Food is often exalted as an important aspect of heritage, of culture, and even emotion. Yet, many times, underlying this exaltation is an assumption that food, and especially taste, is inherently biological, that what I think is good to eat is the same for all people. What taste good to me, what looks good to me, tastes and looks good to everyone else. Since I like chocolate and milk and bacon, all others must. These things taste good to me, so they must taste good to you. As such, we are quick to call attention to those foods that are strange or seem even inedible to us as disgusting or gross, and we never think twice about it. By viewing food and taste as inherently biological, we treat these negative words as facts, and not what they are–judgements.
Even anthropologists, who deftly use words like “cultural relativism” and “ethnocentric” in everyday conversation, are not exempt from making this assumption. I remember about a year ago, standing in the hall of my department, talking to my advisor about eating hominy. His son had just tried it for the first time, and I asked how he liked it. Before he could answer, a fellow anthropology graduate student chimed in, “Hominy’s gross! It’s just gross!” She was adamant, and while she knew better than to criticize how someone may dress, speak, or what religious rituals they practice, here she was, without batting an eye, admonishing a food as gross. She was exhibiting the behavior we as anthropologist strive to not only extinguish from our own lives but from those around us–ethnocentrism, the belief that ones behavior is not subjective but “right” and thus how others should behave, or in this case, what others should eat. She was completely oblivious to how hurtful such a statement could be. As silly as it is, after five years, I have a deep love for all things hominy (case in point: this blog!), and hearing this food, so close to my heart, called gross hurt in a way I didn’t know I could be hurt. In that moment, I understood the dictum my mother had muttered many times throughout my childhood: “if they don’t rave about the food, or worse, if they complain, I’m never cooking for them again.”
I think this this story from episode 5 of Gravy, the podcast of the Southern Foodways Alliance, serves as an even better example of the dual emotions that can be tied up in food. In it, Lou Mayo recounts an emotional food story from his past in which a deeply important and meaningful dish from his childhood, specially prepared by his mother, is viewed as disgusting.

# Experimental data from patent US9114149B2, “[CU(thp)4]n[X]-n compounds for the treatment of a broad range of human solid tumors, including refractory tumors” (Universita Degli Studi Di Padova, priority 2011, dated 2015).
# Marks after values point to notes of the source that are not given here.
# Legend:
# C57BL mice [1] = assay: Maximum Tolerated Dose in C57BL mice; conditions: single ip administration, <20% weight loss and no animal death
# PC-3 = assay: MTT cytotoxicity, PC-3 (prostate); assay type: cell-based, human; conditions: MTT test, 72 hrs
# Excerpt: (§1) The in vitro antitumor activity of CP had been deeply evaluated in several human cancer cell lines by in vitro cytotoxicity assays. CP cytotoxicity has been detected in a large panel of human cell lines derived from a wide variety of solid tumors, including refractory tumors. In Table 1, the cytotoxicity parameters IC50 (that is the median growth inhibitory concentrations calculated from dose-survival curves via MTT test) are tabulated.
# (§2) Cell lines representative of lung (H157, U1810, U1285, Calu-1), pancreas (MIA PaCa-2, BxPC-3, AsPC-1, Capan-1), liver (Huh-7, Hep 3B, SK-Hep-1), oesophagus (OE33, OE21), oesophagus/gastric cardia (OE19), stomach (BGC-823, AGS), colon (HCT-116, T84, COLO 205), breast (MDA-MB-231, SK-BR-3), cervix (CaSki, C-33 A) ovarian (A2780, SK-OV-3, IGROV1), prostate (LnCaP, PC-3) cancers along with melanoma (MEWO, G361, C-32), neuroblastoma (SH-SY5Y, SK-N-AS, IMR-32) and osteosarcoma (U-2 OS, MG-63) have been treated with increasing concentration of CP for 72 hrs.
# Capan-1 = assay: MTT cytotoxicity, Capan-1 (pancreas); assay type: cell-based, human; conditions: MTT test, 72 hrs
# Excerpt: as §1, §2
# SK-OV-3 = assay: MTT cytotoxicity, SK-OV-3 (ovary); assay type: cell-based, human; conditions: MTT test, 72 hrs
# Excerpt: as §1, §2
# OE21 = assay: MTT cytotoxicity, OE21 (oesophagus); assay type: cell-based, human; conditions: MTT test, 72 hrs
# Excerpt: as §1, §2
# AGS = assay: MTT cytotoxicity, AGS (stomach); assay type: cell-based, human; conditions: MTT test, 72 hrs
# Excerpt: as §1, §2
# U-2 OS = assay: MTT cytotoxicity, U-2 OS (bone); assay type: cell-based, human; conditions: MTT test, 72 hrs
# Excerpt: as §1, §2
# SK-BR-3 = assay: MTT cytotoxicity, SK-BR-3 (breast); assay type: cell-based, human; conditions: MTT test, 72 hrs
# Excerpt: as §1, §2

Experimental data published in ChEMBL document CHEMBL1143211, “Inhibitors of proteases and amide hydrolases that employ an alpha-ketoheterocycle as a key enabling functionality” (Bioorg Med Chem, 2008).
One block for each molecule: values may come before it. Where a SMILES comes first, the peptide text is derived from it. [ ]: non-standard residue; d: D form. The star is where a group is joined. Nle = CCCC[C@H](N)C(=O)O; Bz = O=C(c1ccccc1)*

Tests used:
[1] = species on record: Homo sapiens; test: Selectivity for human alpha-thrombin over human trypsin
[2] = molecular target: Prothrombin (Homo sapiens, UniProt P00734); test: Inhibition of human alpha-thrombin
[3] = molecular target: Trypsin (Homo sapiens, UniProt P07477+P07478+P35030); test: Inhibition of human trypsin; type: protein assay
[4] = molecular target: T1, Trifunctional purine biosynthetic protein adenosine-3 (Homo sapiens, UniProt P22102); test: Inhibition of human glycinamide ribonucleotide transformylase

Right out of college, I took a job in a small town, population 10,000. It was a stark difference from the south side of Chicago where I grew up, surrounded by 20 aunts, uncles, and cousins within four blocks. You could imagine the culture shock: everything was quiet! The Walmart, the town bar, and the spaghetti warehouse were the main attractions. My shade of color was available at the paint store, but that’s about it. On a rare occasion, I would have a nice treat from a trip home to see my mom. If i was lucky, that treat would be posole, a spicy soup with hominy and pigs feet in rich broth. An unctuous bowl of satisfaction–it’s a staple of celebration in my family’s home. It marks the start of the winter season, and makes its return on birthdays and first communions. It’s a special bond between me and my mom. I’d always ask how it was made and stand by her side while she prepared it. I’ve learned and forgotten the recipe so many times just to be close to her. You could imagine how it played out when I brought those leftover back to small town USA. The looks of terror as co-workers saw pig trotter dripping red silky broth. The questions at first seemed innocent and inquisitive–“what is hominy? So it’s like corn?” But then, “why do you guys put chile in everything? Why does it look so weird?” And finally, “that smells bad! How can you eat that?” Suddenly, it didn’t sound like an attack on the dish–it felt like an attack on me. You eat differently when people watch you, but more quietly with your face closer to the bowl. More quietly. I never tested the bounds of lunch there again. I stuck to bologna sandwiches after that.
Perhaps you’re thinking, “but I can’t help it–some foods are disgusting,” by which you may mean you have a physical reaction to them, such as your stomach begins to churn and you get a wave of nausea. I don’t doubt it, but that reaction is still culturally engrained, still a deeply emotional reaction that stems from the experiences you’ve had in life. Likely, you’ve had such intense, physical emotional reactions in other aspects of your life–a terrible breakup, a devastating loss in your life, or if you’re lucky, from laughing so hard (oh, 30 Rock!).
Does this mean you’re bad person if you don’t like pigs trotters, lutefisk, or stinky tofu? No. At least, I don’t believe so. Instead, I believe what this situation calls for is sensitivity–that intensely adverse reaction you may have to a food is usually countered by an intensely loving reaction had by someone else. Lou Mayo’s story is a clear example of that. It means respecting that food preference is not biological but cultural and as such, should be considered the same as different ways of dressing, of speaking, of carrying oneself. And it means respecting the emotion infested in food as well–just as you’d be careful not to insult a five-year old’s artwork in front of her proud and doting parents, you should try to exercise equal sensitivity when it comes to food.
All in all, you don’t have to like it, but you do have to respect it.